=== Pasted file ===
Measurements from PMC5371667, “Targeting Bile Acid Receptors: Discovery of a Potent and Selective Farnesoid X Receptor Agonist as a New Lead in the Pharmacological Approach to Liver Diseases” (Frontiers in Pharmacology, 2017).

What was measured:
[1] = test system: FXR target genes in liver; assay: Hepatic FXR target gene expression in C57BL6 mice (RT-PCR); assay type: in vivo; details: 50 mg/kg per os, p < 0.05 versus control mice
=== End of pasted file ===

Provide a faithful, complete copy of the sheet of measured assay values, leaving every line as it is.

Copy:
Measurements from PMC5371667, “Targeting Bile Acid Receptors: Discovery of a Potent and Selective Farnesoid X Receptor Agonist as a New Lead in the Pharmacological Approach to Liver Diseases” (Frontiers in Pharmacology, 2017).

What was measured:
[1] = test system: FXR target genes in liver; assay: Hepatic FXR target gene expression in C57BL6 mice (RT-PCR); assay type: in vivo; details: 50 mg/kg per os, p < 0.05 versus control mice